PHOTOGRAPHER’S JOURNAL: The Sterling Opera House stands on the Birmingham Town Green. The opera house was a gift of the Sterling Piano Company. It was the age of the piano, and the Sterling Piano Company was Birmingham’s largest employer. The town needed a gathering place and the piano company needed a recital hall. But the Sterling Opera House contained far more than a hall, and it played a significant role in creating the culture of the region. 

From the tower of the Sterling one can look down on the Birmingham Town Green. The Green was a gift to the town by Anson Phelps and Sheldon Smith who had founded the town of Birmingham by building a reservoir and canal along the west side of the Naugatuck River and by selling mill sites to promising entrepreneurs. It was the early 1830s, a time of growth.

Unlike hill town greens, this property was given on the condition that no animals graze on the green and with other restrictions in accord with propriety.

Smith and Phelps also gave land on three sides of the green for the construction of Episcopal, Congregational, and Methodist churches. It was a vision of how a free society might come together. The opera house was built fifty years later.

From one entrance at the corner of the building patrons purchased tickets and climbed a grand stair to the first level of the opera house.

From a different entrance at the center of the building one entered City Hall. On the streets around the green, named for the wives and daughters of Smith and Phelps there were fine fine homes and families with parlors and pianos. The problem was, neither Derby nor Birmingham were cities. The nearest city was Bridgeport. Birmingham was a borough of the town of Derby, a town that contained no cities.

Towns generally have a selectmen. Only cities have mayors.

Birmingham was a powerful community. The dam on the Housatonic was owned by Birmingham businessmen, and the profits and taxes that resulted benefitted Birmingham though they were earned from the industries in Shelton, just across the Housatonic River on the west, and from Ansonia, just across the Naugatuck River on the east.

The opera house complex has a fascinating layout in which spaces serving the opera house and those serving the city hall are woven over and under each other but rarely connect. As one descends to the back of the city hall section, one eventually comes to the small police station and the jail with three cells.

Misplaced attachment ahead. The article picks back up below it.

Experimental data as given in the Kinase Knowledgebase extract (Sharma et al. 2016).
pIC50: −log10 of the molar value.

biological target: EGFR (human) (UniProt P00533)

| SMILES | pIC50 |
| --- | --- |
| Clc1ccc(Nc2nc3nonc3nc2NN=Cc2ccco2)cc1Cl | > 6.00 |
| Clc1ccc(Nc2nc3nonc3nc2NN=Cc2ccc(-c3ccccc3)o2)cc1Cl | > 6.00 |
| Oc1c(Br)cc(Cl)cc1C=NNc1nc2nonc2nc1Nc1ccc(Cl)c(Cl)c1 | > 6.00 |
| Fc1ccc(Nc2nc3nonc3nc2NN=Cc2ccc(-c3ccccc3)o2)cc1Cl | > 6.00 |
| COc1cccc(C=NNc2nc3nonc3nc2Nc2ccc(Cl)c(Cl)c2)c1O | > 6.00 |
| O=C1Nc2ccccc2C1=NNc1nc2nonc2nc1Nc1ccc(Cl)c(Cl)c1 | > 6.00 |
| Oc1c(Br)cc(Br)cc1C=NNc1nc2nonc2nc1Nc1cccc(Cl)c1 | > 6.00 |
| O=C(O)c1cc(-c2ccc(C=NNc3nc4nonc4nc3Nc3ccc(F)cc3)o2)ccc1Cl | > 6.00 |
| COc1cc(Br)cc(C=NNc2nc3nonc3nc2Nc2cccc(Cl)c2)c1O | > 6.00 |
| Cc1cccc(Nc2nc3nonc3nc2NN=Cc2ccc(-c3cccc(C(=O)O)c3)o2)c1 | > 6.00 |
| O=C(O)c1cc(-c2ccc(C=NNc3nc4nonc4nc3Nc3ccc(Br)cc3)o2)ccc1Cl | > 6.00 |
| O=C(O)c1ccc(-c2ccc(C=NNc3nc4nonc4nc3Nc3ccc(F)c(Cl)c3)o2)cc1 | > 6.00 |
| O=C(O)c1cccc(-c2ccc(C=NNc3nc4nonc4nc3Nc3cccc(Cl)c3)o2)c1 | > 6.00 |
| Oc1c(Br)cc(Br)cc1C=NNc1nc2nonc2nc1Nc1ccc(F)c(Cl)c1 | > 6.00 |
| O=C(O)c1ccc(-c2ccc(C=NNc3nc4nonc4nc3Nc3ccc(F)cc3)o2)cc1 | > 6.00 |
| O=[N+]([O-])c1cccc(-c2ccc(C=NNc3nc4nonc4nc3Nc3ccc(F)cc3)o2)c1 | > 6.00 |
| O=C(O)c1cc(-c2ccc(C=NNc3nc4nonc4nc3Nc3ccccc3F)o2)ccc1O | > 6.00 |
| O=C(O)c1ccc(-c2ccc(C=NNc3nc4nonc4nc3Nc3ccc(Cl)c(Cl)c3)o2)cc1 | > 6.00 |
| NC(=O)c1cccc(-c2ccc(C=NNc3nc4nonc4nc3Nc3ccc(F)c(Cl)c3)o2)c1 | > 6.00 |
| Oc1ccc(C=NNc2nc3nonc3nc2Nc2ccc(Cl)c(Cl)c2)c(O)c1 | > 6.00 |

However, for most people the building's feature is not the city hall but the opera house. The grand stair that rises from the ticket window continues to two balconies with plenty of room for intermission, a time to climb to the top of the tower and look for Long Island Sound.

The hall was a place for theater and for town gatherings and it was a recital hall for concerts featuring Sterling pianos, of course. 

The Sterling piano was commended and advertised by the foremost piano virtuoso of the time, Ignacy Jan Paderewski. Paderewski retired from the concert stage after WW I to become prime minister of Poland and to represent his country at the Paris Peace Talks. It is likely he played to these benches.

The age of the piano! Virtuoso pianists were idols. There were “Monster Concerts” featuring a hundred pianos playing at once. If a well-off middle class family wanted music, they bought a piano and invested in piano lessons for their children. I have a letter written by my grandmother to my great grandfather in which she talks about her chores being done by her siblings so that she might play music for him. 

The hall was designed after principles devised by Richard Wagner for his opera house in Bayreuth, Germany, and its perfect acoustics may have helped its architect, H. Edwards Ficken, become co-architect of New York's Carnegie Hall.

John Philip Sousa stood here and rattled the walls; Houdini disappeared through the trap door in the floor boards; Bing crooned to adoring teens. before it closed after WWII.

But when I think of Sousa and his gleaming brass, I imagine them marching here on the Common that Anson Phelps and Sheldon Smith gave to the town.

Smith and Phelps had started a brass mill here, and because pianos used lots of brass parts, the largest industry in Birmingham and Shelton was pianos.